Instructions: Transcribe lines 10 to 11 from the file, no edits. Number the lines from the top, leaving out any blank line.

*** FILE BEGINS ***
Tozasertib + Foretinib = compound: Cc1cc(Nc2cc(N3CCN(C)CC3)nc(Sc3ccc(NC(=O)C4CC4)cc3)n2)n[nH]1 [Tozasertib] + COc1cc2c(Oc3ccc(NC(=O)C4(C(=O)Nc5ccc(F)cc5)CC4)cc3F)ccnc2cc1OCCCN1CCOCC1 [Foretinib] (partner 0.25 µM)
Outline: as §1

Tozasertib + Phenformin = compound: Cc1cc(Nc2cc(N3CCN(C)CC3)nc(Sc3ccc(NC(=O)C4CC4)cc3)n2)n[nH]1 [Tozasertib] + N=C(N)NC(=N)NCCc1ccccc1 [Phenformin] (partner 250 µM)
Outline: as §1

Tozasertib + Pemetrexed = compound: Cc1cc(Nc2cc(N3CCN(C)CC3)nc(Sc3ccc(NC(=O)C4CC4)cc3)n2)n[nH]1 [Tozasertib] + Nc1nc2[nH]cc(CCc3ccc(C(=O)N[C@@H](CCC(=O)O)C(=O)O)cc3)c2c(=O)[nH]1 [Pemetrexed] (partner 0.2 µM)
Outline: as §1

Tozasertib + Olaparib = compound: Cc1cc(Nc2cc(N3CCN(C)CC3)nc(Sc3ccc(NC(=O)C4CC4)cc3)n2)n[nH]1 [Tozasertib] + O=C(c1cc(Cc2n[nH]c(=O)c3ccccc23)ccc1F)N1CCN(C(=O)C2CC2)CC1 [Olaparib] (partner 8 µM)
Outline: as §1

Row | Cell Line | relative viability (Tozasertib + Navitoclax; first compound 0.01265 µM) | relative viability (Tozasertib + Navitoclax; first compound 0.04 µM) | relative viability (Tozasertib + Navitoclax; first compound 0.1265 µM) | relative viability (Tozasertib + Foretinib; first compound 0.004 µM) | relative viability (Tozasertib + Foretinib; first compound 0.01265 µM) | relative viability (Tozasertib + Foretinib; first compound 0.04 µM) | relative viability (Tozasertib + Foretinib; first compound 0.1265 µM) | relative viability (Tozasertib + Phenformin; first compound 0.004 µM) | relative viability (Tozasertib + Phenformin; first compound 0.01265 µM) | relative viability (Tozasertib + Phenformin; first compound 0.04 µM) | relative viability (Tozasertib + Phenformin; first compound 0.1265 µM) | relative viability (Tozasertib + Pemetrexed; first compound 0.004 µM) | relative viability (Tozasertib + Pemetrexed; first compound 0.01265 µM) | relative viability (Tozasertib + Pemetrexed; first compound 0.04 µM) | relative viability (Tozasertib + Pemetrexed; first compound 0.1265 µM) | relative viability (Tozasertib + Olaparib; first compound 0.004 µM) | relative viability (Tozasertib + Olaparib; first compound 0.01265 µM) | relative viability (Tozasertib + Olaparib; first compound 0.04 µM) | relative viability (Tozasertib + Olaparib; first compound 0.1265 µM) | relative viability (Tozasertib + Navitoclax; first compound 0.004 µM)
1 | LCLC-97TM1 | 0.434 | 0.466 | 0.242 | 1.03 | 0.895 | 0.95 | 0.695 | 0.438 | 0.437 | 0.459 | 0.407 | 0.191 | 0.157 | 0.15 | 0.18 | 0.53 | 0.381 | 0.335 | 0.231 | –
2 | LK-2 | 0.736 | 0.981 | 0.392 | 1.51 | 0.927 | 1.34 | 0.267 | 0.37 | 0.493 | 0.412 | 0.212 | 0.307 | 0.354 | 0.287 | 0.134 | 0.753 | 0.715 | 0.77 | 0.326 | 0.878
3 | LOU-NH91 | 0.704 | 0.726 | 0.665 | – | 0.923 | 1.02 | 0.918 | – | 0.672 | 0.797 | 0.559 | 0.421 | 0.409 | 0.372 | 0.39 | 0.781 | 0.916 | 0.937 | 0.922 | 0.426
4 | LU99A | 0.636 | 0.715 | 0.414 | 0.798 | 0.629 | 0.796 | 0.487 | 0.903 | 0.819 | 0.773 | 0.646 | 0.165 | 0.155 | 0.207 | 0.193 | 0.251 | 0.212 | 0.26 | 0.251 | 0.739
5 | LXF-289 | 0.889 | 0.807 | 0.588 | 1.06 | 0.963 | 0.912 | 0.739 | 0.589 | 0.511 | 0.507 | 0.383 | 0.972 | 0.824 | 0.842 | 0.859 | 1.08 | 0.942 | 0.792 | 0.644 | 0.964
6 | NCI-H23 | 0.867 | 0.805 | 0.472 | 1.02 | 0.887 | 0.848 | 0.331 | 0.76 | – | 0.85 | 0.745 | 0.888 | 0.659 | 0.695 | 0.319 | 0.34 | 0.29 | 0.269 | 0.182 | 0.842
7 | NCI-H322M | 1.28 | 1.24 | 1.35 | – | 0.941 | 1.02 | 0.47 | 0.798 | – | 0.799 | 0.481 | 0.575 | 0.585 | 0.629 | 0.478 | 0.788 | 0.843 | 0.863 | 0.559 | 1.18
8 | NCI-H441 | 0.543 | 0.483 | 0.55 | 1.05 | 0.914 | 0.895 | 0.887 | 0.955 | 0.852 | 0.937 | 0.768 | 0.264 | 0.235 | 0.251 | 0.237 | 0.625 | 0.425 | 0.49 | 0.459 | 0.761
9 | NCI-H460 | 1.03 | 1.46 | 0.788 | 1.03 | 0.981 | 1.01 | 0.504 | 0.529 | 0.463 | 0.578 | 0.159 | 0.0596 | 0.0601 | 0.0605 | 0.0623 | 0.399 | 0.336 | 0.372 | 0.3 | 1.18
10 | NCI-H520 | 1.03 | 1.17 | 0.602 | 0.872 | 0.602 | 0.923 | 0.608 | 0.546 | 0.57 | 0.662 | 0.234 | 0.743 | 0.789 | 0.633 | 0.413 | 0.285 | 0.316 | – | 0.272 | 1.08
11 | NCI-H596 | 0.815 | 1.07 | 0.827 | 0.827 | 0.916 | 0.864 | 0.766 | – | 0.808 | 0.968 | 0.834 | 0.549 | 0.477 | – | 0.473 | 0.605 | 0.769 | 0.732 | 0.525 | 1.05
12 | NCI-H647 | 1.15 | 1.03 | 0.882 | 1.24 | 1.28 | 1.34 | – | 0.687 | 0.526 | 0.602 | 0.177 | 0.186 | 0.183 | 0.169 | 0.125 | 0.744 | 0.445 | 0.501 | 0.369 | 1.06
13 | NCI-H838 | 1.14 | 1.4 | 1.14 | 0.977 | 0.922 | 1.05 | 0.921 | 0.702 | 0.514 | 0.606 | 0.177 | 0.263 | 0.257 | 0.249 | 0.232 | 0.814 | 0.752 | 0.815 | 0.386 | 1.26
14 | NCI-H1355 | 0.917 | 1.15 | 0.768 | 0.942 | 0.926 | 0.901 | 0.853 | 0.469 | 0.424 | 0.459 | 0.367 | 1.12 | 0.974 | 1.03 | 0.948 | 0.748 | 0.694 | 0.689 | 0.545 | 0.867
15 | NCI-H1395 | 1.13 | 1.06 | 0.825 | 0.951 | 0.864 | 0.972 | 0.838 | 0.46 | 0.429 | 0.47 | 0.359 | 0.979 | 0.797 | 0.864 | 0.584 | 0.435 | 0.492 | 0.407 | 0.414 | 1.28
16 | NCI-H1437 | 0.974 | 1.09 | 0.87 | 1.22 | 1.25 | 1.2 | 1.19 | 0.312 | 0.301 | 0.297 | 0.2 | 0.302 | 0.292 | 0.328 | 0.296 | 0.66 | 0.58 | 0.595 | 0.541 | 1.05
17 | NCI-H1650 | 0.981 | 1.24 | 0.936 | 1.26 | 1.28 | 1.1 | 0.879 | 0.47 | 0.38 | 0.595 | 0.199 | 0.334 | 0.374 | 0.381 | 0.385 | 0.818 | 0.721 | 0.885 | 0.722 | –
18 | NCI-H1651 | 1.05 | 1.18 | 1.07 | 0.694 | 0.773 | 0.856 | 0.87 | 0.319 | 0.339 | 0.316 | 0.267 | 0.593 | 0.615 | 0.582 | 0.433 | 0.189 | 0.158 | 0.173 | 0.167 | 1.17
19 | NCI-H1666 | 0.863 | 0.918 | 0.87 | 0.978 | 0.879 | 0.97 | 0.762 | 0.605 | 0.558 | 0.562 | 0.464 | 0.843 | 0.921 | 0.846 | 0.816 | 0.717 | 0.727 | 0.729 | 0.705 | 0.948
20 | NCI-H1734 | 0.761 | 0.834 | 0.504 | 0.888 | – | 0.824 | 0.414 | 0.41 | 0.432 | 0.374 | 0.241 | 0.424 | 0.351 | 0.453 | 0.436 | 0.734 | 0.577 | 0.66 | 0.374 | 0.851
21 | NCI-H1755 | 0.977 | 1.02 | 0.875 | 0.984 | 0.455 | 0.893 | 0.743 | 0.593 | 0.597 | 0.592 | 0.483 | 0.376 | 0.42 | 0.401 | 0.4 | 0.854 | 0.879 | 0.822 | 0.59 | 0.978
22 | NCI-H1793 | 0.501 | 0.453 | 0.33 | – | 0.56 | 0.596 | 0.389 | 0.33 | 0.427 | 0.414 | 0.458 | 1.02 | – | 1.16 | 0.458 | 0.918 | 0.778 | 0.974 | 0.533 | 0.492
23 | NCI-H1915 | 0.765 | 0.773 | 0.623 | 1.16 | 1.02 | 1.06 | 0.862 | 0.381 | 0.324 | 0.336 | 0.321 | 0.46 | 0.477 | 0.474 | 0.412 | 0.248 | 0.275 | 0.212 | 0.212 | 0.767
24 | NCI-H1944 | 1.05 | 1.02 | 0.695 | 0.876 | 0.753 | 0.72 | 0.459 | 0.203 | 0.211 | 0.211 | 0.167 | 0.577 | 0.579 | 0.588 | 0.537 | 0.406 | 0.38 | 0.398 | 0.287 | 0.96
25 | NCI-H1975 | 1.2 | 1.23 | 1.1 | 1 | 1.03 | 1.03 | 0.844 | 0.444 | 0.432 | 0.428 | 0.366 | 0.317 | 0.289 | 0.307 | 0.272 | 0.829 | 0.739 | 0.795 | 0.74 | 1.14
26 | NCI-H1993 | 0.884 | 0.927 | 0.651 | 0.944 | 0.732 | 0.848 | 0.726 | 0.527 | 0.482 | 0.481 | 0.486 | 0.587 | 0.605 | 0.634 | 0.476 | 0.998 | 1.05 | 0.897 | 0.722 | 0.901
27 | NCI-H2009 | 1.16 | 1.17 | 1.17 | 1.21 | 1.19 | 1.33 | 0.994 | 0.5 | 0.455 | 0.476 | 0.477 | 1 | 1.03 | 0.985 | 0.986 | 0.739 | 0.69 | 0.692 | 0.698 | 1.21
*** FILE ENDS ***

1 | LCLC-97TM1 | 0.434 | 0.466 | 0.242 | 1.03 | 0.895 | 0.95 | 0.695 | 0.438 | 0.437 | 0.459 | 0.407 | 0.191 | 0.157 | 0.15 | 0.18 | 0.53 | 0.381 | 0.335 | 0.231 | –
2 | LK-2 | 0.736 | 0.981 | 0.392 | 1.51 | 0.927 | 1.34 | 0.267 | 0.37 | 0.493 | 0.412 | 0.212 | 0.307 | 0.354 | 0.287 | 0.134 | 0.753 | 0.715 | 0.77 | 0.326 | 0.878